3.) Earphones- I find it impossible to work out, or even just walk across campus really, without music. Grab yourself a pair at the bookstore and make a workout playlist that gets you motivated. They’re a great thing to have when you’re not feeling the music that is usually blasting in the campus gym, and they’re also awesome when you’re in public and just need a moment to yourself to relax. Plug them in, find a song you love, and you’ll feel your stress levels drop by the second.

4.) Meditation apps- There are plenty of these to choose from. Pick one you like, and try to meditate every day, even if t’s only for 1 minute. Mediation can help reduce your stress and anxiety, and has even been shown to improve people’s focus and outlook on life. These will especially come in handy during finals week when your stress levels are at an all time high.

5.) Fruits and Veggies- If you live on campus and have a meal plan, make sure you eat at Ryan at least once a day. No matter what they are serving that day, they ALWAYS have steamed veggies, a salad bar, and fruit, usually berries. Fill up at least half your plate with fruits and veggies and you’re going to be loading yourself up with things like fiber to keep you full, and vitamins and minerals to keep you healthy. If you don’t have a meal plan, find out what produce is in season right now and go grab some. Produce in season is usually more readily available, and therefore will be cheaper when it is in season than any other time of the year. My favorite easy, cheap, and go-to fruit right now is apples, which can be eaten as they are or cut up and put in things like oatmeal and cereal. My favorite vegetable right now is carrots, which I love to dip in hummus for a snack!

I hope you find this list helpful and that you try out some of my healthy suggestions! Have an awesome week everyone.



I’m sure by this point in the semester, we’re all starting to grasp the difficult truth that college can be a little overwhelming. Your parents have probably called you recently to ask how your year is going, and the conversation is likely to have gone something like this:

Parental unit: “How are classes going?”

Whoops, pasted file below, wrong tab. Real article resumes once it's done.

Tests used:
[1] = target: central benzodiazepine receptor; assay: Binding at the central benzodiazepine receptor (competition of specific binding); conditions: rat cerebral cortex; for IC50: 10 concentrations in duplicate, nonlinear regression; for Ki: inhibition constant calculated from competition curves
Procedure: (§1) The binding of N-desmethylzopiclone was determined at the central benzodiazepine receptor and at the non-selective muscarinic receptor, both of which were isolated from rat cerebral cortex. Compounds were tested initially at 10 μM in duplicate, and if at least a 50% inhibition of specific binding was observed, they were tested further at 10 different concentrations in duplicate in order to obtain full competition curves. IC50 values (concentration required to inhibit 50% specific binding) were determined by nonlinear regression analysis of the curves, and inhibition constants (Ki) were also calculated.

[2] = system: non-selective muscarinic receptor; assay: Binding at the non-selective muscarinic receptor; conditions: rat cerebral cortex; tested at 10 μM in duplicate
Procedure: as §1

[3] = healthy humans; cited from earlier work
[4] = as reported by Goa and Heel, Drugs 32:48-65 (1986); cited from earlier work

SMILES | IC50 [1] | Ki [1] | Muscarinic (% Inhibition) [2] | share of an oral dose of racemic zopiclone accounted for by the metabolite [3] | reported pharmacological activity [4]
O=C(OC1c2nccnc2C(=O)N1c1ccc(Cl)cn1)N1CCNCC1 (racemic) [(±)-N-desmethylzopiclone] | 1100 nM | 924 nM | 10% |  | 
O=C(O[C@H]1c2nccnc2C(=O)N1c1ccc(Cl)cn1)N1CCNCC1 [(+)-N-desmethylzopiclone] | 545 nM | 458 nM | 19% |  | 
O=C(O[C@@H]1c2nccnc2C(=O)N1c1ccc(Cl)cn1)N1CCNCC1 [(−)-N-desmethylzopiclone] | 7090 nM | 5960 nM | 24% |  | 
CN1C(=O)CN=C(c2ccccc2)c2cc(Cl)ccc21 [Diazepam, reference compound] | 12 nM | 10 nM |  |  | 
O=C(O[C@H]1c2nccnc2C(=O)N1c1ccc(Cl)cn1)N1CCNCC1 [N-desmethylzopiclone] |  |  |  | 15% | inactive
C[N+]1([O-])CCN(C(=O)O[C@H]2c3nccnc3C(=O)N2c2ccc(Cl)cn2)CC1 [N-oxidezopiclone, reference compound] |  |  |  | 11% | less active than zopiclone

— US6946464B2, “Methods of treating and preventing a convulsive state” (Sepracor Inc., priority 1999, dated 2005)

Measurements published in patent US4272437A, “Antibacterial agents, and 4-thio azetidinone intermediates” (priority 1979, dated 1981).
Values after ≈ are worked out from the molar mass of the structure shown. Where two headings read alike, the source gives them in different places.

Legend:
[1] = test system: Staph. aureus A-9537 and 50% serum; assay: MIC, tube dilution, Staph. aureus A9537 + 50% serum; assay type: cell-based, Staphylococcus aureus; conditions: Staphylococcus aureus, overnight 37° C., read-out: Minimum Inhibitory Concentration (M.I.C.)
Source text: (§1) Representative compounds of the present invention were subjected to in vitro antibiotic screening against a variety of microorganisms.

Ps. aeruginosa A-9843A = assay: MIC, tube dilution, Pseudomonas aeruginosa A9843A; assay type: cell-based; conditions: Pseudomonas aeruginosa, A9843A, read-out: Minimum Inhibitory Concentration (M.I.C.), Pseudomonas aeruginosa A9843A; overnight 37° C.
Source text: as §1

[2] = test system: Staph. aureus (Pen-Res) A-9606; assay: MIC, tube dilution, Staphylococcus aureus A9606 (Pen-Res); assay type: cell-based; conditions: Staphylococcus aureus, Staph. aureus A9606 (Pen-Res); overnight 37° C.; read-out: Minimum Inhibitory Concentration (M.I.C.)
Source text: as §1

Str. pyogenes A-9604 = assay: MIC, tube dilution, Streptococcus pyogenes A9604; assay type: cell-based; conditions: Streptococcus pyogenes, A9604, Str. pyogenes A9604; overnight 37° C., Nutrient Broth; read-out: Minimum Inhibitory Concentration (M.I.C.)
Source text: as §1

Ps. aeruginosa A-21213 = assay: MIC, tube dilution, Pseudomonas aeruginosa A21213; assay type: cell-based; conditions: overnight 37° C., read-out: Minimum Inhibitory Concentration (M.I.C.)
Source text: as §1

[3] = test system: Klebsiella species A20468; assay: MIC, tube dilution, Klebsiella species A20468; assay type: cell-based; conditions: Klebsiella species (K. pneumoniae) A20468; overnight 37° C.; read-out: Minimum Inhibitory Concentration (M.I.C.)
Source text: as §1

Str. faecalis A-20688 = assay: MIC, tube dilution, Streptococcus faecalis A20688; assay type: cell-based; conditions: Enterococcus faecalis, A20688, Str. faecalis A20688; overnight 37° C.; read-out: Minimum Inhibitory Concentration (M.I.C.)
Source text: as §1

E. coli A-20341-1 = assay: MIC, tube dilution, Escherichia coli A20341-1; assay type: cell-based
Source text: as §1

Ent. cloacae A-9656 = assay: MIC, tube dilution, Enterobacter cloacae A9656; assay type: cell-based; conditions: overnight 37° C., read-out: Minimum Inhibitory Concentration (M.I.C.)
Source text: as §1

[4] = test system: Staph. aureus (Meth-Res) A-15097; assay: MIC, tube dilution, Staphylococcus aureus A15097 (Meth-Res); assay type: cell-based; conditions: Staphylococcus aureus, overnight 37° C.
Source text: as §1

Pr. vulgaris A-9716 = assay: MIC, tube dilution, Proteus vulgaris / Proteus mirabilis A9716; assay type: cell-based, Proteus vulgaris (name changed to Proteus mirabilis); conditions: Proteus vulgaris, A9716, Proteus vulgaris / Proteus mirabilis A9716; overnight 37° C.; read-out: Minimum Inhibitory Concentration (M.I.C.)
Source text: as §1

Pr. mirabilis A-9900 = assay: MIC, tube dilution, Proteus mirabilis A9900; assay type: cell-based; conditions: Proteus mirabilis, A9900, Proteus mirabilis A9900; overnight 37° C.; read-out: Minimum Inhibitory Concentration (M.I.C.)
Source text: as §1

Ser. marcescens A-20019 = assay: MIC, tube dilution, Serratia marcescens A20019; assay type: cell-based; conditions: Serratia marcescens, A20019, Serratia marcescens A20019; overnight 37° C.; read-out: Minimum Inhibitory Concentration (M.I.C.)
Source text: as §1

You: “Great. Fantastic. I am totally fine.”

You (internally): f95bde6c18808a09b31ad21e173c27751cd51c3924c46f8e302154d7a92d248e_1

I get it. I wholly understand your pain. Sometimes there are just not enough hours in the day for everything that needs to get done. That’s why I’ve written a very basic survival guide to help you get through the following months of seemingly endless papers, tests, and late-night cram sessions.

Five Essential Items You Need to Survive in College


  1. Coffee. Embrace it. The summer before my first year of college, I was completely free of a caffeine addiction. That totally changed about a month into freshman year. There was a Starbucks on campus, and it was all too convenient to stop there between classes – especially after my frequent 8 ams. Some days, it was all I could do to drag myself to the student center, keep myself upright for five minutes in line, and successfully communicate my order to the barista before he or she handed me that glorious cup of life. Thankfully, pretty much every worker in that Starbucks had my order memorized within a few weeks. Yay.
  2. Friends. These people will keep you sane. You will need someone who understands the agony that studying can cause. You will need someone to vent to and cry with. And you will need someone to go get that celebratory scoop of ice cream with when you’ve finally conquered that test you stayed up all night studying for.
  3. A good place to study. The upper floor of Fontbonne’s library is pretty nice, but if you’re like me and prefer to get away from campus, Kaldi’s on Demun and Starbucks at the Cheshire Inn are both convenient to Fontbonne and worthy places to cozy up with your textbook (bonus: they both have delicious food + that glorious asset we discussed earlier, coffee). I’ve also recently been bringing my schoolwork to the Art Musuem – they’re open until 5 pm most days and have plenty of places to sit quietly with your work. It’s kind of inspiring to be surrounded by all that loveliness, tbh.
  4. SLEEP. I’m horrible at this. I drink too much coffee and stay up too late and wake up too early. I’m trying to fix this. I promise, you’ll feel much better if you’re rested most of the time (although sometimes it’s essential to skip out for good times with your friends). Just try to get at least seven hours a night, and if you can’t, nap the next day.
  5. A planner. I 100% double-book plans. Sometimes, I triple-book. This is okay if plans aren’t in stone or you have understanding friends. It’s not okay if it involves obligations for class. During my first two years at college, I wanted to do ALL OF THE THINGS ALL OF THE TIME and I had zero time for recuperation. Do not make this mistake. You will be so exhausted you can’t enjoy anything. Planners help, a lot. Keep up with it and you won’t regret it.

Keep your chins up. You will get through this, I promise!

Keep moving forward.

xoxo Jess



Students writing for Real Life at Fontbonne are paid a small fee for each post by the university.